1. In the event that any employee feels that (s)he has suffered discrimination in any way, the company's Grievance Procedure should be utilised.

2. If the complaint is against the employee's own immediate or other superior, confidential application should be made to [name/ position], who may authorise immediate reference to the next tier of management if this seems appropriate in the circumstances.

3. In instances of sexual harassment, as far as possible, the anonymity of the complainant should be protected.

4. Any employee who discriminates, bullies or harasses another, may be liable for payment of damages to that person, in addition to any damages payable by [the company] should it have failed to ensure the practice ceased forthwith.

Note Under the Criminal Justice Act 1994, a criminal offence of harassment was created. This could mean employees who harass or bully could be fined (maximum £5,000) and/or imprisoned (for up to 6 months). These sanctions were considerably increased by the Protection from Harassment Act which applies to the workplace, as well as elsewhere.

5. To make a complaint of discrimination, harassment, victimisation, on unfair treatment, it will be necessary to have available:

- details of what, when and where the occurrence took place;

- any witness statements or names;

- names of any others who have been treated in a similar way;

- details of any former complaint made about the incident, date, where and to whom made; and

- a preference for a solution to the incident.

Until a hearing is arranged, complainants should keep the matter confidential, other possibly than arranging for details of witnesses to be given to the [company contact].

Discrimination can be alleged by a person with no direct relationship with the Organisation, for example a job applicant. Recruitment, selection and interviewing criteria must be examined to ensure fairness. All applications should be recorded, that reasons for selection (and, more importantly, rejection) are shown and that a senior person should regularly monitor records to try to ensure appointments are made on the basis of skill, experience and suitability.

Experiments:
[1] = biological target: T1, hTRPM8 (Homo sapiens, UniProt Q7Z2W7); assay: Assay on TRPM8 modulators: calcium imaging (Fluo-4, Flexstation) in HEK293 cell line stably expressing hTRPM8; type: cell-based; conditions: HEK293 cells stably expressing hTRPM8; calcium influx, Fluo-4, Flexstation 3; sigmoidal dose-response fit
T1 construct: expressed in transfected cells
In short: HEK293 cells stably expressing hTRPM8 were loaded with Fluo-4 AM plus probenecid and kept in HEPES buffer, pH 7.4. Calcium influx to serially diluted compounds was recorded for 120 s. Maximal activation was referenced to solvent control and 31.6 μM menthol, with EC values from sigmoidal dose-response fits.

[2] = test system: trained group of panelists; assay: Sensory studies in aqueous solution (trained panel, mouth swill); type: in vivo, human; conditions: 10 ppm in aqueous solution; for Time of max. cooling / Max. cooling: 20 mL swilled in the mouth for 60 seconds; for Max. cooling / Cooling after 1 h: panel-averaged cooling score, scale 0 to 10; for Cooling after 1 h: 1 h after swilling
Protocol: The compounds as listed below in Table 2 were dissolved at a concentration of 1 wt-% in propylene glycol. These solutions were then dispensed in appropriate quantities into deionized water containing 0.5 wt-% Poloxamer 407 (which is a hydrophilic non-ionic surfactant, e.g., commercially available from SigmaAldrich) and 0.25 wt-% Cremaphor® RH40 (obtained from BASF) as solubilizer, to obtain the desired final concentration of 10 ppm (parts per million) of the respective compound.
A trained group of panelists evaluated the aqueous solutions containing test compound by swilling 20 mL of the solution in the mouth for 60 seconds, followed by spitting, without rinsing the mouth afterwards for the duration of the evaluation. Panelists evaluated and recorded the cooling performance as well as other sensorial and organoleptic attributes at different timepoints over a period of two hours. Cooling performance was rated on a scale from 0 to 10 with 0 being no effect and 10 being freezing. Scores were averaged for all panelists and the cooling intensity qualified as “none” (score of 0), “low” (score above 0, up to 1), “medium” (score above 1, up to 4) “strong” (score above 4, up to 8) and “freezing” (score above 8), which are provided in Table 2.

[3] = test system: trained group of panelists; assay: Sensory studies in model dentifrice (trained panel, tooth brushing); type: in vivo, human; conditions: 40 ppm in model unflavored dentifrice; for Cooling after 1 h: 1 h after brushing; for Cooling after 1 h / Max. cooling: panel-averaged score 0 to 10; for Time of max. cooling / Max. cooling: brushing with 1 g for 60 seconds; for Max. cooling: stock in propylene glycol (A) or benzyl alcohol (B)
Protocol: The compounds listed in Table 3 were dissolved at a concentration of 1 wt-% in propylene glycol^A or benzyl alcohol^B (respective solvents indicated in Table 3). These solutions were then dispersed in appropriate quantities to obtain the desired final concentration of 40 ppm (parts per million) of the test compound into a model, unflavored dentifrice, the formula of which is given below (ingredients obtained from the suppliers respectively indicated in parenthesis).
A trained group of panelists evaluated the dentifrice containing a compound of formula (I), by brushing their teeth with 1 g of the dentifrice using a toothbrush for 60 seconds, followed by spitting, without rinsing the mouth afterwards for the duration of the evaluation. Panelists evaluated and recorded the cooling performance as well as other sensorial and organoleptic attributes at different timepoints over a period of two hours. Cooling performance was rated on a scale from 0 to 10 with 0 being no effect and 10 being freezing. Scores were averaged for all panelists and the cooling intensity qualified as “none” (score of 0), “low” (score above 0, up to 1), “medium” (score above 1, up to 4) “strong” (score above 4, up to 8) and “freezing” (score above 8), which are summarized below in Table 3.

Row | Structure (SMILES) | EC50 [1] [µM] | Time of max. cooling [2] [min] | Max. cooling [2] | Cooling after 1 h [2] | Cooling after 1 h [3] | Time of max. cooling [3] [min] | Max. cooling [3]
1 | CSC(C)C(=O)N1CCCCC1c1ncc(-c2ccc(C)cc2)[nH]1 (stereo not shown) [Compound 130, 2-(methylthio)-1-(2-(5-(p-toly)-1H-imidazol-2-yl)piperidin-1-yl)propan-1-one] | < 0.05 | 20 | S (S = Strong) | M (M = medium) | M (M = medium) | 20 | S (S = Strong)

Such a policy seeks to make it a term of employment that employees (as well as the employer) may not discriminate. As such, infringements can be dealt with under the disciplinary procedure. The Employment Appeal Tribunal has suggested that to avoid negating the preservation of anonymity during tribunal hearings regarding sexual harassment, employers should consider protecting such anonymity during internal hearings. The fact that employees can become personally liable to pay compensation should they discriminate, harass or bully, should be made clear to the workforce, as this may assist the prevention of these offences.


  1. Michael B // November 15, 2010 at 9:15 AM  

    I am a sixty-three year old retiree. Several months ago I signed up with Market Force Information of 248 Centenial Pkwy, Ste 150, Louisville, CO, 80027(also known as certified Field Associates,) to do retail merchandising as an Independent Contractor. I have several years experience in this field, having worked as a Reset Supervisor and a Scheduler.

    On 09/19/2010 I accepted a project, on very short notice, having to rearrange my personal schedule to do so (it was a Sunday.) This project required eleven hours to complete. I completed the project according to the exacting reporting requirements (they do not hesitate to threaten you with no pay if you don't fill in all of the blanks, dot all of the "Is" and cross all of the "Ts",) reporting online at 1:00 AM and mailing hardcopies (at my own expense) the next morning. I received notification that the material was received and correct.

    Is has now been over eight weeks since the completion of this project and I still have not received any payment or reimbursement (I had to lay out $44.00 of my own money for this job.)

    Upon making a phone call after a month, I was informed that I could not make an official payment inquiry until six weeks had passed. I made my inquiry after six weeks, but I received no answer until I sent three additional emails. I was finally told payment processing had begun. After several more days and more email. I inquired as to how long the payment process took, the terse reply was, two to three more weeks.

    I have been working for the past forty-nine years, and I can say unequivocatively, that I have never been treated with such evasive disregard. I wonder how much extra interest they have earned on my wages by witholding my money after having been paid by their client.

    I would like to take this opportunity to warn anyone else contemplating going to work for this company of their policies and procedures, and also, let the world know what a deceitful and unscrupulous organization they are, despite their ingenuous and lofty protestations.